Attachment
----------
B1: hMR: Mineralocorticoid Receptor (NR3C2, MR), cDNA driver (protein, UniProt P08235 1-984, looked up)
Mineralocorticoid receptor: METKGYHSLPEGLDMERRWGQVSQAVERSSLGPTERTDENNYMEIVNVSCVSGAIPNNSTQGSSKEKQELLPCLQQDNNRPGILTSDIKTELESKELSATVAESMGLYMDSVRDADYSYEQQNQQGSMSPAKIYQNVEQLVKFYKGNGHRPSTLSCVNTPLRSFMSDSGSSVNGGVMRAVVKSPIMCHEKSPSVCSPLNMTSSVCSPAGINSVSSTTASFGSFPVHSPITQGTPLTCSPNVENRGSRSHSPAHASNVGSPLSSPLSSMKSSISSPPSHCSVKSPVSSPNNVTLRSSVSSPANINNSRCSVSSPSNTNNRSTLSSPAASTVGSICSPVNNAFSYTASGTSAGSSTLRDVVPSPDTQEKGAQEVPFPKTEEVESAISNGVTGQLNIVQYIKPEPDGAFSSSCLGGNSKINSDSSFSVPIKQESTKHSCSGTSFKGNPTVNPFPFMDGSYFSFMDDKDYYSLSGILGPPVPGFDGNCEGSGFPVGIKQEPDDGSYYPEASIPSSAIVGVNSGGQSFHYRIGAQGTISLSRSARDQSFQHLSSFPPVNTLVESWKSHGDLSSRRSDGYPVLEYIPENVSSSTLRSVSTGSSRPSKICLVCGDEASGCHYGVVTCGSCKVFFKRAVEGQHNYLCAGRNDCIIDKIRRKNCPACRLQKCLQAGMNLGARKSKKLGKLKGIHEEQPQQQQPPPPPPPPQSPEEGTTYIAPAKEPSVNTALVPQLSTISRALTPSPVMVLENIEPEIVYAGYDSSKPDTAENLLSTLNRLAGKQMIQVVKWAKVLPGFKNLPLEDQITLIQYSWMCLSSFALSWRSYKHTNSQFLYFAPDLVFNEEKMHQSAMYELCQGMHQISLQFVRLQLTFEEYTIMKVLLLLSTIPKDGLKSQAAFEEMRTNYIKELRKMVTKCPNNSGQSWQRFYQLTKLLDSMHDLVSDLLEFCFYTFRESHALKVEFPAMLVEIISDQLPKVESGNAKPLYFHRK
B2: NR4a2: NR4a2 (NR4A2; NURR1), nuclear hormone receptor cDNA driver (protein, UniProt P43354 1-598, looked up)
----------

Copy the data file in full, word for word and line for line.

B1: hMR: Mineralocorticoid Receptor (NR3C2, MR), cDNA driver (protein, UniProt P08235 1-984, looked up)
Mineralocorticoid receptor: METKGYHSLPEGLDMERRWGQVSQAVERSSLGPTERTDENNYMEIVNVSCVSGAIPNNSTQGSSKEKQELLPCLQQDNNRPGILTSDIKTELESKELSATVAESMGLYMDSVRDADYSYEQQNQQGSMSPAKIYQNVEQLVKFYKGNGHRPSTLSCVNTPLRSFMSDSGSSVNGGVMRAVVKSPIMCHEKSPSVCSPLNMTSSVCSPAGINSVSSTTASFGSFPVHSPITQGTPLTCSPNVENRGSRSHSPAHASNVGSPLSSPLSSMKSSISSPPSHCSVKSPVSSPNNVTLRSSVSSPANINNSRCSVSSPSNTNNRSTLSSPAASTVGSICSPVNNAFSYTASGTSAGSSTLRDVVPSPDTQEKGAQEVPFPKTEEVESAISNGVTGQLNIVQYIKPEPDGAFSSSCLGGNSKINSDSSFSVPIKQESTKHSCSGTSFKGNPTVNPFPFMDGSYFSFMDDKDYYSLSGILGPPVPGFDGNCEGSGFPVGIKQEPDDGSYYPEASIPSSAIVGVNSGGQSFHYRIGAQGTISLSRSARDQSFQHLSSFPPVNTLVESWKSHGDLSSRRSDGYPVLEYIPENVSSSTLRSVSTGSSRPSKICLVCGDEASGCHYGVVTCGSCKVFFKRAVEGQHNYLCAGRNDCIIDKIRRKNCPACRLQKCLQAGMNLGARKSKKLGKLKGIHEEQPQQQQPPPPPPPPQSPEEGTTYIAPAKEPSVNTALVPQLSTISRALTPSPVMVLENIEPEIVYAGYDSSKPDTAENLLSTLNRLAGKQMIQVVKWAKVLPGFKNLPLEDQITLIQYSWMCLSSFALSWRSYKHTNSQFLYFAPDLVFNEEKMHQSAMYELCQGMHQISLQFVRLQLTFEEYTIMKVLLLLSTIPKDGLKSQAAFEEMRTNYIKELRKMVTKCPNNSGQSWQRFYQLTKLLDSMHDLVSDLLEFCFYTFRESHALKVEFPAMLVEIISDQLPKVESGNAKPLYFHRK
B2: NR4a2: NR4a2 (NR4A2; NURR1), nuclear hormone receptor cDNA driver (protein, UniProt P43354 1-598, looked up)